Dow Jones drops as China retaliates with tariffs on US goods
The Dow Jones tumbles 600 points as China retaliates against the US in a trade dispute.
The US-China trade war continues with China retaliating against US tariffs on Chinese-made goods. China will increase taxes on $60 billion worth of US imports by as much as 25%, worrying investors and causing the Dow Jones to plummet by as much as 700 points.
How is the US-China trade war impacting Wall Street?
The US-China trade impasse will affect many US businesses that trade with China and use the nation’s imported goods. China’s finance ministry released a statement noting that the tariff increase is in response to the US raising tariffs on Chinese imports by 25%.
‘China’s adjustment on additional tariffs is a response to U.S. unilateralism and protectionism. China hopes the U.S. will get back to the right track of bilateral trade and economic consultations and meet with China halfway,’ said the ministry in a statement.
US President, Donald Trump, tweeted about Chinese President, Xi Jinping, and the US-China trade deal falling through.
‘You[China] had a great deal, almost completed, & you backed out!’ tweeted Trump.
After Trump tweeted about China’s tariffs, the Asian nation answered by imposing tariffs on US imports.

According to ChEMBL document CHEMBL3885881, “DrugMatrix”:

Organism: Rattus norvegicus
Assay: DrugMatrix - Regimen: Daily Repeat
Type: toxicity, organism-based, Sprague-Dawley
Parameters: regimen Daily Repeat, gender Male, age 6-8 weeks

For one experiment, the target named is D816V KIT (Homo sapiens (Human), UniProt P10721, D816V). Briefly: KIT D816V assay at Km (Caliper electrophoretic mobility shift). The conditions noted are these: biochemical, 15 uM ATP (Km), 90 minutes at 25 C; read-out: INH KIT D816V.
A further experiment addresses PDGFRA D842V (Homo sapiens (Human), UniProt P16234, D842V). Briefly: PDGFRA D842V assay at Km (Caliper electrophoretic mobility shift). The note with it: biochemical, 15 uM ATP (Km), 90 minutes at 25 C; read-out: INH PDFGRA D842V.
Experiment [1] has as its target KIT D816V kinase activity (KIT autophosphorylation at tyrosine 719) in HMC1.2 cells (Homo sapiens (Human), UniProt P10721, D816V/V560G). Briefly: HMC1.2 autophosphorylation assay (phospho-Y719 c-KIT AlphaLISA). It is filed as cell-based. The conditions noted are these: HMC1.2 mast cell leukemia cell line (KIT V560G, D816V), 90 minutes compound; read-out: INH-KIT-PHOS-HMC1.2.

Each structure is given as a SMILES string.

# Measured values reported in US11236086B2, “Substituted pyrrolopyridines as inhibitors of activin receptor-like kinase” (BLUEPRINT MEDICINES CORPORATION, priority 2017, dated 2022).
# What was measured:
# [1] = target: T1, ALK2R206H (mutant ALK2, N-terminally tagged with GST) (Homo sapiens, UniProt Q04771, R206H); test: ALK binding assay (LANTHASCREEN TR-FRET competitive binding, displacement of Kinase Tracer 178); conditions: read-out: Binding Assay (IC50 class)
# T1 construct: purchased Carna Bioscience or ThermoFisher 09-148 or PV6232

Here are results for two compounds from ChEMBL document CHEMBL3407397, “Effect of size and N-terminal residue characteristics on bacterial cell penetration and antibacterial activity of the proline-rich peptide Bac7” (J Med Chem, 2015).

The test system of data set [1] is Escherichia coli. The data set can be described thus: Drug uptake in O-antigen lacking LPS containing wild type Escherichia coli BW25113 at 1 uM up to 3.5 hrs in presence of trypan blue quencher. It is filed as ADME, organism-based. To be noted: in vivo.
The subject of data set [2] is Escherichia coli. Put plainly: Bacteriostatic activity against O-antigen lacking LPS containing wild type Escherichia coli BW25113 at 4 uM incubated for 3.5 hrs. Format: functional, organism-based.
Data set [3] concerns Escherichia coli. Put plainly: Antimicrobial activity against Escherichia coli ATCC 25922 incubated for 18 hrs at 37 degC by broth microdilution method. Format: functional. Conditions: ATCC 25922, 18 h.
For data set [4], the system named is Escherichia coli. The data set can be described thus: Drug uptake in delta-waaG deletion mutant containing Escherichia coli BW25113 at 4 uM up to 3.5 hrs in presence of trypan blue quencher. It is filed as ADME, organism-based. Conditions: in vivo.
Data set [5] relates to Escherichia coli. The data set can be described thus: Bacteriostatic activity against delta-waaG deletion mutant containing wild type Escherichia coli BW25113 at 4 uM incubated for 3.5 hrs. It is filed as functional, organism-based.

Will the US-China trade war hurt the US economy?
IG analyst, Kyle Rodda, noted that an escalation of tariffs on all goods imported and exported between China and the US would hurt the global economy. According to the Federal Reserve Bank of New York, the current round of tariffs caused US businesses to pass costs totaling $1.4 billion a month on to consumers.
Though there is pessimism about the US-China trade impasse, Neel Kashkari, Minneapolis Fed Chair president, said that the US economy is strong enough to withstand the latest taxes.
‘Relative to China, the US is in a very strong position. Not only is our economy bigger, our economy is much less sensitive to trade. Trade is important to the US economy, but it’s much more important to the Chinese economy, just as a share of its economy,’ said Kashkari.
‘So if there’s a tit-for-tat strategy, and I’m not advocating it, but a tit-for-tat strategy would seem to lean toward the US strength rather than the China strength,’ added Kashkari.
With the US-China trade talks collapsing and tariffs increasing, investors will see how the latest conflict between the two nations will play out.
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